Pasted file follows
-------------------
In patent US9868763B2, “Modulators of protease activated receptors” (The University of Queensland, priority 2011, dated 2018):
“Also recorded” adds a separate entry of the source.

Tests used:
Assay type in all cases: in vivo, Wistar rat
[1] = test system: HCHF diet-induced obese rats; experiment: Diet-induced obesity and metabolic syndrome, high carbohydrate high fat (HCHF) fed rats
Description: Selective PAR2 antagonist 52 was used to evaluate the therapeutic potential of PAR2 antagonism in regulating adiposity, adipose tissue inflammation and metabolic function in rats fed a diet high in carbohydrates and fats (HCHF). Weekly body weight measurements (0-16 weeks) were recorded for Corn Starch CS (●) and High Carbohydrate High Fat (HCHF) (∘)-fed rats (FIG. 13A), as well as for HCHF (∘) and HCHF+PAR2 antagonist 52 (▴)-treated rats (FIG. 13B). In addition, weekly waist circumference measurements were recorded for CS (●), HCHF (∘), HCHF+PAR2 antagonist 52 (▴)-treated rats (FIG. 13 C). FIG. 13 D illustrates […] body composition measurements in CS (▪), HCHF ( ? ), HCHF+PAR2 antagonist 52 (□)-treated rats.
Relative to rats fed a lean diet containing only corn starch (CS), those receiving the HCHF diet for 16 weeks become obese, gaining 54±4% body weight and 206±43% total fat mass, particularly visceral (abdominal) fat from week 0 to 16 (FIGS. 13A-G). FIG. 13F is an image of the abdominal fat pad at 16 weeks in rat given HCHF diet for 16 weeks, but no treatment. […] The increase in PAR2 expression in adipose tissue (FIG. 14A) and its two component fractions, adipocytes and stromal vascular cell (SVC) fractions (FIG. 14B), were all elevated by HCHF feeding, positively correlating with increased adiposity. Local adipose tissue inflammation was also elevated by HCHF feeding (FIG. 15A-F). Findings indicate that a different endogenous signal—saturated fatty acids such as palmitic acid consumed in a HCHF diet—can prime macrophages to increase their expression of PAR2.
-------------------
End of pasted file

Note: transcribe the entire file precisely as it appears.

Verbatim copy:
In patent US9868763B2, “Modulators of protease activated receptors” (The University of Queensland, priority 2011, dated 2018):
“Also recorded” adds a separate entry of the source.

Tests used:
Assay type in all cases: in vivo, Wistar rat
[1] = test system: HCHF diet-induced obese rats; experiment: Diet-induced obesity and metabolic syndrome, high carbohydrate high fat (HCHF) fed rats
Description: Selective PAR2 antagonist 52 was used to evaluate the therapeutic potential of PAR2 antagonism in regulating adiposity, adipose tissue inflammation and metabolic function in rats fed a diet high in carbohydrates and fats (HCHF). Weekly body weight measurements (0-16 weeks) were recorded for Corn Starch CS (●) and High Carbohydrate High Fat (HCHF) (∘)-fed rats (FIG. 13A), as well as for HCHF (∘) and HCHF+PAR2 antagonist 52 (▴)-treated rats (FIG. 13B). In addition, weekly waist circumference measurements were recorded for CS (●), HCHF (∘), HCHF+PAR2 antagonist 52 (▴)-treated rats (FIG. 13 C). FIG. 13 D illustrates […] body composition measurements in CS (▪), HCHF ( ? ), HCHF+PAR2 antagonist 52 (□)-treated rats.
Relative to rats fed a lean diet containing only corn starch (CS), those receiving the HCHF diet for 16 weeks become obese, gaining 54±4% body weight and 206±43% total fat mass, particularly visceral (abdominal) fat from week 0 to 16 (FIGS. 13A-G). FIG. 13F is an image of the abdominal fat pad at 16 weeks in rat given HCHF diet for 16 weeks, but no treatment. […] The increase in PAR2 expression in adipose tissue (FIG. 14A) and its two component fractions, adipocytes and stromal vascular cell (SVC) fractions (FIG. 14B), were all elevated by HCHF feeding, positively correlating with increased adiposity. Local adipose tissue inflammation was also elevated by HCHF feeding (FIG. 15A-F). Findings indicate that a different endogenous signal—saturated fatty acids such as palmitic acid consumed in a HCHF diet—can prime macrophages to increase their expression of PAR2.